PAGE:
Relationships

Family Relations After Interracial Marriage

Research suggests interracial couples like Harry and Meghan may face challenges.

Posted Mar 11, 2021 | Reviewed by Jessica Schrader

Oprah's recent interview with Prince Harry and Meghan Markle raises many questions about race relations, including those within families after the formation of interracial unions. What does the research literature say about family relationships following such marriages?

Prior work shows that attitudes towards interracial unions have become much more favorable over time.1 Although an overwhelming majority of people express favorable attitudes about interracial unions, however, a small segment of the population continues to hold unfavorable attitudes towards interracial unions.1 Furthermore, having a favorable attitude towards interracial marriage as a social institution does not necessarily preclude people from objecting to it in the case of close relatives, nor does it necessarily mean that they will perceive it as a viable choice for themselves.2 This may partially explain why roughly 90 percent of individuals say that they approve of interracial marriage, but only 17 percent of new marriages in the United States involve partners from different racial and ethnic groups.1 

Despite more favorable attitudes towards interracial unions, research from within the past decade has indicated that many interracial couples continue to experience opposition from families and friends before and after marriage.2 The degree of opposition, however, differs depending on the nature of the relationship. Families are more disapproving of interracial marriage and interracial childbearing than interracial dating, perhaps reflecting the fact that marriage and childbearing are perceived as longer-lasting relationships than dating.2

The degree of family opposition also depends on the race of the partner. Family opposition seems to be particularly strong for interracial unions involving a Black partner.1,3 According to a 2017 Pew report, 14 percent of non-Blacks reported that they would oppose a relative marrying a Black spouse, in contrast to 4 percent of non-whites who reported that they would oppose a relative marrying a white spouse.1 

What are the consequences of family opposition?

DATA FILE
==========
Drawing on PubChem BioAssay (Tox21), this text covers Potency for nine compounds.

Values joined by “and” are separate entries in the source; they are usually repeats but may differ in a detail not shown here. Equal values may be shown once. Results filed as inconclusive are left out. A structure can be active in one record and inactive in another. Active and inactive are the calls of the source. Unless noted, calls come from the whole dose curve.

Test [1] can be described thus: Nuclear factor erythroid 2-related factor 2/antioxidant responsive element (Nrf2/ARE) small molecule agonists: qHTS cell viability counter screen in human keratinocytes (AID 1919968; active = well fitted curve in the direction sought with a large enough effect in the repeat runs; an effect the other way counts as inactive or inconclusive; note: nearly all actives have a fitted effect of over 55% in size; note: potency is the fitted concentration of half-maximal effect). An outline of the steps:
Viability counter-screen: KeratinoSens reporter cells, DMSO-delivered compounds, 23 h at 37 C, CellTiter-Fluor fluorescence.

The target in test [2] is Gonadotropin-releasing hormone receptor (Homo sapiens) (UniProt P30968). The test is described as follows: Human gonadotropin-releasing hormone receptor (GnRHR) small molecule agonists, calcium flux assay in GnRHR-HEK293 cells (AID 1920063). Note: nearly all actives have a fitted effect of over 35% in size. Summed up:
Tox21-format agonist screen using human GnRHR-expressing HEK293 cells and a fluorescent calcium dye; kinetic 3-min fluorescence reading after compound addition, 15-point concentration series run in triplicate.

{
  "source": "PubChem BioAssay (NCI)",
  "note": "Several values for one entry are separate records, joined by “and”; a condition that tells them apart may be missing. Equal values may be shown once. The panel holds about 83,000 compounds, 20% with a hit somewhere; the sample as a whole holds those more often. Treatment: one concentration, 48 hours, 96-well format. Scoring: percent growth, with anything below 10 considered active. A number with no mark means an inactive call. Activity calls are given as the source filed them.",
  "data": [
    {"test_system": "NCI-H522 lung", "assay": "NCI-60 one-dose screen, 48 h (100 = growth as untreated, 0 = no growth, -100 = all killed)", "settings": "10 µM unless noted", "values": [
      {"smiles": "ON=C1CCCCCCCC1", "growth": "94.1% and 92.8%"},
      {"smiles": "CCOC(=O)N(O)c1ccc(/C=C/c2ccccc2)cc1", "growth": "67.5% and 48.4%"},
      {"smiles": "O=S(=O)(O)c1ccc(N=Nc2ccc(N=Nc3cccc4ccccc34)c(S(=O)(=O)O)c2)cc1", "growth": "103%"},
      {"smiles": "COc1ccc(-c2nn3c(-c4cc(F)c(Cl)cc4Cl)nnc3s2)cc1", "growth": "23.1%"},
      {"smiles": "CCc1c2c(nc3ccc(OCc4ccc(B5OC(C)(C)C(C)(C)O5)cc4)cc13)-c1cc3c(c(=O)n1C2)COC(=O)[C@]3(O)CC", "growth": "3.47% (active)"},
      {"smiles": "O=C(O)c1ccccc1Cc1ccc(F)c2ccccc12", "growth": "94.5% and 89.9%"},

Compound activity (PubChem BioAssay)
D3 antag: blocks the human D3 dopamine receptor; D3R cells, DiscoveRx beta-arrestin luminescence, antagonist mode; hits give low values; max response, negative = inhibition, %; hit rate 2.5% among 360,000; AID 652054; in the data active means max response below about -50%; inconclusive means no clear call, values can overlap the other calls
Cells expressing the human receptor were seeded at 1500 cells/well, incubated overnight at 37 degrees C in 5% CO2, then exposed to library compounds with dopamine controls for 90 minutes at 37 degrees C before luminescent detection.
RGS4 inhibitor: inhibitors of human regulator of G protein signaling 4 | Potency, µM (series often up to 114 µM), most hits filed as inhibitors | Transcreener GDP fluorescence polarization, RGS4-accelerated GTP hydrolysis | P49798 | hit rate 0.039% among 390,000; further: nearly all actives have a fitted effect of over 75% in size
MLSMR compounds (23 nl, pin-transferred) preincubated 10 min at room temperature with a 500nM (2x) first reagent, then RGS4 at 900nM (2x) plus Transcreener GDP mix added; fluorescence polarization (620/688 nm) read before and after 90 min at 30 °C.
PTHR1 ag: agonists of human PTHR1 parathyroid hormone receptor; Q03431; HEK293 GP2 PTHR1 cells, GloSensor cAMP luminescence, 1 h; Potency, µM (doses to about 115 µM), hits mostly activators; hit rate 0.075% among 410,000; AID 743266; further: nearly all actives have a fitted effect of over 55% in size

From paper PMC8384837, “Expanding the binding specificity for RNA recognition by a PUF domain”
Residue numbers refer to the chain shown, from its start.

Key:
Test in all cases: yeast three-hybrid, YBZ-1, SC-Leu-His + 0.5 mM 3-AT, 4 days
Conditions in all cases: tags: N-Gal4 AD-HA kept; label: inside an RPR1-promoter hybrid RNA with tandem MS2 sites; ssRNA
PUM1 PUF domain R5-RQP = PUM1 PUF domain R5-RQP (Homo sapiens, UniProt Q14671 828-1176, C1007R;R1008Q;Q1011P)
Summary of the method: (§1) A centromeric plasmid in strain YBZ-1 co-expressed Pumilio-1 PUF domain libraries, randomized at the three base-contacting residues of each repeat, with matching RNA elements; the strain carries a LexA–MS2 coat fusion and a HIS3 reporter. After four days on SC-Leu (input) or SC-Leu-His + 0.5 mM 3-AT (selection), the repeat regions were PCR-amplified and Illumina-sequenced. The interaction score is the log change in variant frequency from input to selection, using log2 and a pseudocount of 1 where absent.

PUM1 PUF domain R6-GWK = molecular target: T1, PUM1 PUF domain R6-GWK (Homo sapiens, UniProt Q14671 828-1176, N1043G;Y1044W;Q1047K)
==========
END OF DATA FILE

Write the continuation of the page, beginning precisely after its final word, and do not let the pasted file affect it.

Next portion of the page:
Opposition from family and friends is a significant source of emotional distress for many interracial couples, past research suggests.4,5 Individuals in interracial unions, particularly non-Blacks with Black partners, are more likely than those in same-race unions to report depressive symptoms and elevated emotional distress relative to those in same-race unions.4,5 

Interracial couples may also limit their contact with disapproving family members, opting to interact with accepting family members instead.6 A 2015 Pew report showed that individuals of white and Asian heritage reported that they felt more accepted by their family members who were White than they were with family members who were Asian. They also had more contact with white family members.7 Similarly, individuals of white and Black heritage reported that they had a lot more contact with family members who were Black than they did with family members who were white. Closeness may be one reason why children of white and Black heritage reported that they had more in common with Black people.

Few outside of the palace walls know with certainty what happened to Meghan Markle and Prince Harry specifically. Several aspects of their story are, however, consistent with broad findings in the intermarriage literature that suggest that many interracial couples may continue to experience challenges in an era where people overwhelmingly report favorable attitudes about intermarriage as a social institution.  

References

1. Livingston, G. and A. Brown. 2017. INTERMARRIAGE IN THE U.S. 50 YEARS AFTER LOVING V. VIRGINIA. Pew Research Report. Retrieved from: https://www.pewresearch.org/social-trends/2017/05/18/1-trends-and-patterns-in-intermarriage/

2. Herman, M. and M. Campbell. 2012. I Wouldn't, But You Can: Attitudes Toward Interracial Relationships. Social Science Research 41(2):343-58. Retrieved from: https://doi.org/10.1016/j.ssresearch.2011.11.007

3. Qian, Z., and D. Lichter. 2007. Social Boundaries and Marital Assimilation: Interpreting Trends in Racial and Ethnic Intermarriage. American Sociological Review, 72(1), 68–94. Retrieved from: https://doi.org/10.1177/000312240707200104

4. Bratter, J. L., & Eschbach, K. (2006). What about the couple? Interracial marriage and psychological distress. Social Science Research, 35(4), 1025–1047. https://doi.org/10.1016/j.ssresearch.2005.09.001

5. Kroeger, R. and K. Williams. 2011. Consequences of Black Exceptionalism: Interracial Unions with Blacks, Depressive Symptoms, and Relationship Satisfaction. The Sociological Quarterly 52(3): 400-420. 

6. Childs, E. 2005. Navigating interracial bourders: Black White Couples and Their Social World. New Brunswick: Rutgers University Press.

7. Multiracial in America Proud, Diverse and Growing in Numbers. Washington, DC: Pew Research Center. Retrieved from: https://www.pewresearch.org/social-trends/2015/06/11/multiracial-in-america/